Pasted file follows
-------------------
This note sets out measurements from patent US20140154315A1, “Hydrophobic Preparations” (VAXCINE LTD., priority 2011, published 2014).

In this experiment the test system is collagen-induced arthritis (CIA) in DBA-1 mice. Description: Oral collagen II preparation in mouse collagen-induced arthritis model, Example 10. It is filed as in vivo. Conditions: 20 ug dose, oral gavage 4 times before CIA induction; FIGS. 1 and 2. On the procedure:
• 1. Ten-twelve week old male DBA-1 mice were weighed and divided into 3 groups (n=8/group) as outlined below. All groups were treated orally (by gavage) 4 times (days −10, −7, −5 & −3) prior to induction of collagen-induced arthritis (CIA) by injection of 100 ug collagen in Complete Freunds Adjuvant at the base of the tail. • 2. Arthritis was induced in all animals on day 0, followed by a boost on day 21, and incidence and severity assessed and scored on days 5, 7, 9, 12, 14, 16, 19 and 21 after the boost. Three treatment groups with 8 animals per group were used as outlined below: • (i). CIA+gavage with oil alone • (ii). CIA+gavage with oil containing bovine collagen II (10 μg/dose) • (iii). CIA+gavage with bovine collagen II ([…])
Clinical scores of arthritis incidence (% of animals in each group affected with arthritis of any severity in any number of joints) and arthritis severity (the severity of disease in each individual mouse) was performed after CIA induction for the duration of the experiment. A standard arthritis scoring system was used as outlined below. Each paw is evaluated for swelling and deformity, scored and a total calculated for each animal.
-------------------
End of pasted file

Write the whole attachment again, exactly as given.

This note sets out measurements from patent US20140154315A1, “Hydrophobic Preparations” (VAXCINE LTD., priority 2011, published 2014).

In this experiment the test system is collagen-induced arthritis (CIA) in DBA-1 mice. Description: Oral collagen II preparation in mouse collagen-induced arthritis model, Example 10. It is filed as in vivo. Conditions: 20 ug dose, oral gavage 4 times before CIA induction; FIGS. 1 and 2. On the procedure:
• 1. Ten-twelve week old male DBA-1 mice were weighed and divided into 3 groups (n=8/group) as outlined below. All groups were treated orally (by gavage) 4 times (days −10, −7, −5 & −3) prior to induction of collagen-induced arthritis (CIA) by injection of 100 ug collagen in Complete Freunds Adjuvant at the base of the tail. • 2. Arthritis was induced in all animals on day 0, followed by a boost on day 21, and incidence and severity assessed and scored on days 5, 7, 9, 12, 14, 16, 19 and 21 after the boost. Three treatment groups with 8 animals per group were used as outlined below: • (i). CIA+gavage with oil alone • (ii). CIA+gavage with oil containing bovine collagen II (10 μg/dose) • (iii). CIA+gavage with bovine collagen II ([…])
Clinical scores of arthritis incidence (% of animals in each group affected with arthritis of any severity in any number of joints) and arthritis severity (the severity of disease in each individual mouse) was performed after CIA induction for the duration of the experiment. A standard arthritis scoring system was used as outlined below. Each paw is evaluated for swelling and deformity, scored and a total calculated for each animal.